Writing a Big Data history of music. / Rose, Stephen; Tuppen, Sandra; Drosopoulou, Loukia.

In: Early Music, Vol. 43, No. 4, 01.11.2015, p. 649-660.

Research output: Contribution to journalArticlepeer-review

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Writing a Big Data history of music. / Rose, Stephen; Tuppen, Sandra; Drosopoulou, Loukia.

In: Early Music, Vol. 43, No. 4, 01.11.2015, p. 649-660.

Research output: Contribution to journalArticlepeer-review

Harvard

Rose, S, Tuppen, S & Drosopoulou, L 2015, 'Writing a Big Data history of music', Early Music, vol. 43, no. 4, pp. 649-660. https://doi.org/10.1093/em/cav071

APA

Vancouver

Author

Rose, Stephen ; Tuppen, Sandra ; Drosopoulou, Loukia. / Writing a Big Data history of music. In: Early Music. 2015 ; Vol. 43, No. 4. pp. 649-660.

BibTeX

@article{f3b3e8d5ab99494bba742905cf66b867,
title = "Writing a Big Data history of music",
abstract = "This article introduces the project A Big Data History of Music, which aimed to unlock the bibliographical data held by research libraries in order to create new research opportunities for musicologists. The project cleaned and enhanced aspects of the British Library catalogues of printed and manuscript music, which are now available as open data. It also experimented with the analysis and visualisation of the British Library datasets and the RISM inventories of printed and manuscript music. The article shows how quantitative analysis of these datasets can expose long-term historical trends, such as the rise and fall of music printing in 16th- and 17th-century Europe. Data analysis and visualisation also facilitates research on the dissemination and canonisation of specific composers (as shown by case-studies on Palestrina and Purcell) and on changing trends in genres, scoring and ethnic colourings in music (as shown by a case-study on {\textquoteleft}Scottish{\textquoteright} music).Keywords: quantitative analysis; big data; network diagram; visualisation; RISM; music-printing; Palestrina; Purcell; Scottish; Venice",
author = "Stephen Rose and Sandra Tuppen and Loukia Drosopoulou",
note = "Note: published article will be released under CC-BY licence. When this is published, the deposited file should remain {\textquoteleft}closed{\textquoteright} and the repository should instead provide a hyperlink to the externally hosted version",
year = "2015",
month = nov,
day = "1",
doi = "10.1093/em/cav071",
language = "English",
volume = "43",
pages = "649--660",
journal = "Early Music",
issn = "0306-1078",
publisher = "Oxford University Press",
number = "4",

}

RIS

TY - JOUR

T1 - Writing a Big Data history of music

AU - Rose, Stephen

AU - Tuppen, Sandra

AU - Drosopoulou, Loukia

N1 - Note: published article will be released under CC-BY licence. When this is published, the deposited file should remain ‘closed’ and the repository should instead provide a hyperlink to the externally hosted version

PY - 2015/11/1

Y1 - 2015/11/1

N2 - This article introduces the project A Big Data History of Music, which aimed to unlock the bibliographical data held by research libraries in order to create new research opportunities for musicologists. The project cleaned and enhanced aspects of the British Library catalogues of printed and manuscript music, which are now available as open data. It also experimented with the analysis and visualisation of the British Library datasets and the RISM inventories of printed and manuscript music. The article shows how quantitative analysis of these datasets can expose long-term historical trends, such as the rise and fall of music printing in 16th- and 17th-century Europe. Data analysis and visualisation also facilitates research on the dissemination and canonisation of specific composers (as shown by case-studies on Palestrina and Purcell) and on changing trends in genres, scoring and ethnic colourings in music (as shown by a case-study on ‘Scottish’ music).Keywords: quantitative analysis; big data; network diagram; visualisation; RISM; music-printing; Palestrina; Purcell; Scottish; Venice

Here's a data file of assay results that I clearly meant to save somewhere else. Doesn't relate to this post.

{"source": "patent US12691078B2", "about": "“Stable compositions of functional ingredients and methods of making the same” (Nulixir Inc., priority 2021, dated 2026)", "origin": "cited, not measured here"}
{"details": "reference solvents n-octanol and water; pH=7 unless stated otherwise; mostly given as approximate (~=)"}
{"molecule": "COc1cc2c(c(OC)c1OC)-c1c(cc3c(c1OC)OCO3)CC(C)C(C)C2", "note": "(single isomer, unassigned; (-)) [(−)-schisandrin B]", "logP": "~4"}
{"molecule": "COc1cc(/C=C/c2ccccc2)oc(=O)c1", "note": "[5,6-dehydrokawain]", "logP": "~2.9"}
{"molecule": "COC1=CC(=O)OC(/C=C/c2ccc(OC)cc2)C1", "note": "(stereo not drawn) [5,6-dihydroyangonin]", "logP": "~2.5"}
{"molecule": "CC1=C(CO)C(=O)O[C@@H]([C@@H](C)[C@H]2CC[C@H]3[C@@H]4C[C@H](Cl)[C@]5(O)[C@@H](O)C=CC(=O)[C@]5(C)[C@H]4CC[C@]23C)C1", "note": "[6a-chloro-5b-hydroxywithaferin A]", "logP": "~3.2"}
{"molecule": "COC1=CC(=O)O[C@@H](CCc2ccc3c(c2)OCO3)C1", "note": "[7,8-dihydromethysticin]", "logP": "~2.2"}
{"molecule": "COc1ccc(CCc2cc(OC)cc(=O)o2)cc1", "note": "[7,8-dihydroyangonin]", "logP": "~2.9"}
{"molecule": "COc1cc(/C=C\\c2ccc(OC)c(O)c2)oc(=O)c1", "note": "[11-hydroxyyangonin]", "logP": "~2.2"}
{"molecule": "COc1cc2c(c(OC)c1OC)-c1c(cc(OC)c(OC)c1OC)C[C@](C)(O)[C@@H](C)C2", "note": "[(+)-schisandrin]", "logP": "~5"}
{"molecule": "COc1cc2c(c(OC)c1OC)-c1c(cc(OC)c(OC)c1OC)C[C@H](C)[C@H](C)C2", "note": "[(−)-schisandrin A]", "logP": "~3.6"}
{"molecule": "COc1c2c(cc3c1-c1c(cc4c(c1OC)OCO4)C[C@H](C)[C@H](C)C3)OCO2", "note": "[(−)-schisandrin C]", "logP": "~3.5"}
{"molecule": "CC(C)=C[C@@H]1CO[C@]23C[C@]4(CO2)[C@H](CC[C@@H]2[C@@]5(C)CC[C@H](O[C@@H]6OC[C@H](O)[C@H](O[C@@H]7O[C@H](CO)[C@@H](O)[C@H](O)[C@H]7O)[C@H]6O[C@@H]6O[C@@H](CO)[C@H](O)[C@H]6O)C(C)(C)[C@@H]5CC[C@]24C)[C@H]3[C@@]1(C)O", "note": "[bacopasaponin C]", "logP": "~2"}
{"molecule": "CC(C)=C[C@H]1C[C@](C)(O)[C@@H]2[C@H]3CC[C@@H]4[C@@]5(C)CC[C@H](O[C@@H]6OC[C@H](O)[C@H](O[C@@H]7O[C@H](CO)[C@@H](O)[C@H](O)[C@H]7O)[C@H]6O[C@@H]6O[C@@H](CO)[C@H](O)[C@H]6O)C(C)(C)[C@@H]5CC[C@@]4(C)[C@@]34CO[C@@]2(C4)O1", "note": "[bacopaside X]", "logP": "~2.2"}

AB - This article introduces the project A Big Data History of Music, which aimed to unlock the bibliographical data held by research libraries in order to create new research opportunities for musicologists. The project cleaned and enhanced aspects of the British Library catalogues of printed and manuscript music, which are now available as open data. It also experimented with the analysis and visualisation of the British Library datasets and the RISM inventories of printed and manuscript music. The article shows how quantitative analysis of these datasets can expose long-term historical trends, such as the rise and fall of music printing in 16th- and 17th-century Europe. Data analysis and visualisation also facilitates research on the dissemination and canonisation of specific composers (as shown by case-studies on Palestrina and Purcell) and on changing trends in genres, scoring and ethnic colourings in music (as shown by a case-study on ‘Scottish’ music).Keywords: quantitative analysis; big data; network diagram; visualisation; RISM; music-printing; Palestrina; Purcell; Scottish; Venice

U2 - 10.1093/em/cav071

DO - 10.1093/em/cav071

M3 - Article

VL - 43

SP - 649

EP - 660

JO - Early Music

JF - Early Music

SN - 0306-1078

IS - 4

ER -